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As the sports public relations team briefs the public and the media about the occurrences and their efforts, it is important for them to put into consideration ethical and legal aspects of the subject at hand to avoid further consequences. This entails ensuring that the statements made are clear and impartial. Furthermore, the statements or comments made must not lead to startling outcomes (Giulianotti, 2010). Mainly, the sports public relations team must make sure that they hold regular meetings with the team members and leaders to ensure that everyone equally participates in discussions. This will help reduce confusion and misreporting. It is always advisable for the PR team to delegate a communication representative who will be in charge of disseminating crucial information arising from a team’s decision-making point. This boosts objectivity and helps in tackling or responding to any questions raised by the public or stakeholders. According to Giulianotti (2010), comments and remarks that do not carry the team’s reasoning may lead to legal implications, especially if they contravene the law. This may be immediate or future legal implications, which can be supported by recorded comments or statements. Moreover, whenever a crisis arises, the sport public relations team must plan and create an effective crisis communication strategy that can help protect athletes, stakeholders, and the sports organization’s reputation at large (Gillis, 2009).

Conclusion

In conclusion, it is clear that sports public relations is a significant management function that helps in making sports institution effective and streamlined. Public relations managers play a crucial role in ensuring that both sports organization and the sports customers are at par as much as communication is concerned. Mainly, a sports public relations team works hard to set records straight, especially when there is a crisis. This means that the sports organization cannot do without public relations. Besides, public relations constantly face legal and ethical challenges on the daily basis. It is also true that the sports industry is changing every day and may lead to increased legal and ethical problems that must be constantly addressed.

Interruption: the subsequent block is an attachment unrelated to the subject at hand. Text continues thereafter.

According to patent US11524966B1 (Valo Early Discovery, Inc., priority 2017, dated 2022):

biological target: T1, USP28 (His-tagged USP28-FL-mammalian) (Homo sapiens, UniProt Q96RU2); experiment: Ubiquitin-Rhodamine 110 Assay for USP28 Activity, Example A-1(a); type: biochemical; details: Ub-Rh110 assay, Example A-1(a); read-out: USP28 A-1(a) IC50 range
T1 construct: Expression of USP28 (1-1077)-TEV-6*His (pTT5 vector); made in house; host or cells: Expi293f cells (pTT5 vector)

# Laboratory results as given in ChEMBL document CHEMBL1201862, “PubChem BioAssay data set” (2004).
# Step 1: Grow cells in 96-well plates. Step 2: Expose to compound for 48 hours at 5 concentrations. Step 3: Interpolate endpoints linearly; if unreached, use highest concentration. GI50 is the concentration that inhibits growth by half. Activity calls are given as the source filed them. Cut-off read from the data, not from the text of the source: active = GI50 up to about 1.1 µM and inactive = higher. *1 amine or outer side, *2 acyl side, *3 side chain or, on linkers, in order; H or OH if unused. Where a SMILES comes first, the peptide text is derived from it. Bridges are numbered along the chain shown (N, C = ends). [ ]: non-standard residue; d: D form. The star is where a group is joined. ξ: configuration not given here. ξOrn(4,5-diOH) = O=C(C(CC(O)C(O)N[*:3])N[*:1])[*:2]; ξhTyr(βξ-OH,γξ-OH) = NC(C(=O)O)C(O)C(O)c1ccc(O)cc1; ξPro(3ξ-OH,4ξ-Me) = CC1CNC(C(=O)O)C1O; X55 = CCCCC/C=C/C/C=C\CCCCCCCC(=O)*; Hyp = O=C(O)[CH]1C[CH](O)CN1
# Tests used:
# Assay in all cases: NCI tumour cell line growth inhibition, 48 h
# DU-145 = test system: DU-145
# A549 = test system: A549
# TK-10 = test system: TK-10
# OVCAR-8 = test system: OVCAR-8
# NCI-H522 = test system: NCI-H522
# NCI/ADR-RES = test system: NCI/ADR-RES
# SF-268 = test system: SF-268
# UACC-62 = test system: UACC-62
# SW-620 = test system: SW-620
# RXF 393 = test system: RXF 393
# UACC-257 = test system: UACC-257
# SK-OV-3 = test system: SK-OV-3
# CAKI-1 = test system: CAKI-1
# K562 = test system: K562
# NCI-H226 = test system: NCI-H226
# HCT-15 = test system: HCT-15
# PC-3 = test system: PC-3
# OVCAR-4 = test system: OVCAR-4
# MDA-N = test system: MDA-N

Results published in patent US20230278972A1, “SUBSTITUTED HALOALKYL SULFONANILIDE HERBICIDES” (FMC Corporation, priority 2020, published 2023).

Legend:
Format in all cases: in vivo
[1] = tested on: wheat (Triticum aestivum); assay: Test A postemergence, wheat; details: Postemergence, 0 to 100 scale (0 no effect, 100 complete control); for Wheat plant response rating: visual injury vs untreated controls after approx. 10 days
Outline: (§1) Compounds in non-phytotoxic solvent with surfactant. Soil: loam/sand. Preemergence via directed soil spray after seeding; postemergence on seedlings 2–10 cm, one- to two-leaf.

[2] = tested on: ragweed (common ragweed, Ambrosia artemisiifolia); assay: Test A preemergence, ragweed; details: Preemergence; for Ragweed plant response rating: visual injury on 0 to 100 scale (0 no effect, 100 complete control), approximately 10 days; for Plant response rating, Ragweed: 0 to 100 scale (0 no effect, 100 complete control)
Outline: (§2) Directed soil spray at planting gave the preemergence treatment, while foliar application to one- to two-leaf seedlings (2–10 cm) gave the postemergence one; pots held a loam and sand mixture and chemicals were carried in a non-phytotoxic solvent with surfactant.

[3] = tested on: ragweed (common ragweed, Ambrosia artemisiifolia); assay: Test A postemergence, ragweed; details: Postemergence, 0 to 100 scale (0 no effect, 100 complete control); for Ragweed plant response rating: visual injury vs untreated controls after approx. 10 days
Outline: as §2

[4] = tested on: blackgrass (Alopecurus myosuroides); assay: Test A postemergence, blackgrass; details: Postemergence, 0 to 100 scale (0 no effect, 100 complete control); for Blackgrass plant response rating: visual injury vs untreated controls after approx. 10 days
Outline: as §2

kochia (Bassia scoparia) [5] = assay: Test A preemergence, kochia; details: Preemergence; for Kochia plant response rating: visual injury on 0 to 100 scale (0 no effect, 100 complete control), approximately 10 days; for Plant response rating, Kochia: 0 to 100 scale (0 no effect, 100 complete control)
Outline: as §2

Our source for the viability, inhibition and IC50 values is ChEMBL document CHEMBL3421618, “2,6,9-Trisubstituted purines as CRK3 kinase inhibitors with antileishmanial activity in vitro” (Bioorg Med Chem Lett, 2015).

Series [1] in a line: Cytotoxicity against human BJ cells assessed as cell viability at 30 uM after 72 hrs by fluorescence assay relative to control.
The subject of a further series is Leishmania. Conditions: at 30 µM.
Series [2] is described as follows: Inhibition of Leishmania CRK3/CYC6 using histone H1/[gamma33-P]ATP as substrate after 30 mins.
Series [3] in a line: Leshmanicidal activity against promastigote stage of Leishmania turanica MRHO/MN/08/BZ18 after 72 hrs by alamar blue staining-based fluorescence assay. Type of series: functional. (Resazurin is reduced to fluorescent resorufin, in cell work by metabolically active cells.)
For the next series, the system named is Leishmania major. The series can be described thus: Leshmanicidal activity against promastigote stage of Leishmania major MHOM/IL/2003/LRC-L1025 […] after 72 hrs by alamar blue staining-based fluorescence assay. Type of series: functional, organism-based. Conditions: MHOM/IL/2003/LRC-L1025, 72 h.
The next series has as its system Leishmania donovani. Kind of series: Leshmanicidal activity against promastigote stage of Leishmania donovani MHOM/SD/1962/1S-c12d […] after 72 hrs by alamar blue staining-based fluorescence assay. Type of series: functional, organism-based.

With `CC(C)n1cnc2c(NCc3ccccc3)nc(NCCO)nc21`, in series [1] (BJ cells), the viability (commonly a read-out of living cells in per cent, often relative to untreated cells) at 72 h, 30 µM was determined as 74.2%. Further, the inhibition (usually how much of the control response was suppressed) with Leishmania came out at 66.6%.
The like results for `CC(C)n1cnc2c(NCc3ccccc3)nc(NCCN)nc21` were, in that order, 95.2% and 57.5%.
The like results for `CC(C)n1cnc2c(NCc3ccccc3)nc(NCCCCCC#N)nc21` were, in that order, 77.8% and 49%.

As much as sports organizations put straight the public relations efforts to control occurring legal and ethical issues, there is still one factor that keeps bombarding the industry the onset of technology and its challenges. It is evident from the research that technology has been insufficiently addressed regarding legal and ethical issues in sports public relations. Nowadays, a new technology is setting the stage for the sports organization and customers, which implies that public relations professionals must integrate technological tools to mitigate legal and ethical issues associated with technology. This implies understanding how sportsmen, sports consumers, and the media make use of technology and its tools.

The sports public relations professionals must manage to find balance between the benefits arising from technological advancements and their disadvantages. Most of all, the sports public relations team must set strategies and approaches that project the potential legal and ethical implications arising from the use of technology. This will help create an effective and constant communication process amid the sports organizations and its stakeholders, such as the media and the sports consumers/fans.

Apart from the legal issues, ethics is a critical subject, which keeps changing in the sports industry. In this regard, sports public relations professionals must be willing to study the ethical realms of sportsmen, stakeholders, and sports consumers. This entails their cultural values, norms, and practices versus technological use. This is considering that ethical behavior tags along with the technological changes evident in the modern world. In particular, sports public relations professionals must seek to understand the age difference effect in the sports world, considering that the young and the old hold different ethical views and concerns. Most of all, this is because sports consumers are characterized by a large number of young, energetic, and dynamic fans. Ultimately, the sports public relations experts must integrate legal, ethical, and technological changes and implications in the sports world for a better communication process with stakeholders and customers, particularly in times of crisis.